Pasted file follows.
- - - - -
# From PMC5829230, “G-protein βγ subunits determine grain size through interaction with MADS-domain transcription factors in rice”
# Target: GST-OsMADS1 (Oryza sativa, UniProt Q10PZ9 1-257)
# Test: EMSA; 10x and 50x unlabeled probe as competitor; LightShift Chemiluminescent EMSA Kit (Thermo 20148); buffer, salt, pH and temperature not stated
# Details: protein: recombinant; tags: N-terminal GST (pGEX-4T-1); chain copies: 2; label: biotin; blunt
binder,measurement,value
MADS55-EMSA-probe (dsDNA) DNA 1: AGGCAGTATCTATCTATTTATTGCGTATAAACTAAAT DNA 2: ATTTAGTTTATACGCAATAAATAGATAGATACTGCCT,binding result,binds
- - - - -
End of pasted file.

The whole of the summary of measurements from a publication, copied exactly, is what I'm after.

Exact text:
# From PMC5829230, “G-protein βγ subunits determine grain size through interaction with MADS-domain transcription factors in rice”
# Target: GST-OsMADS1 (Oryza sativa, UniProt Q10PZ9 1-257)
# Test: EMSA; 10x and 50x unlabeled probe as competitor; LightShift Chemiluminescent EMSA Kit (Thermo 20148); buffer, salt, pH and temperature not stated
# Details: protein: recombinant; tags: N-terminal GST (pGEX-4T-1); chain copies: 2; label: biotin; blunt
binder,measurement,value
MADS55-EMSA-probe (dsDNA) DNA 1: AGGCAGTATCTATCTATTTATTGCGTATAAACTAAAT DNA 2: ATTTAGTTTATACGCAATAAATAGATAGATACTGCCT,binding result,binds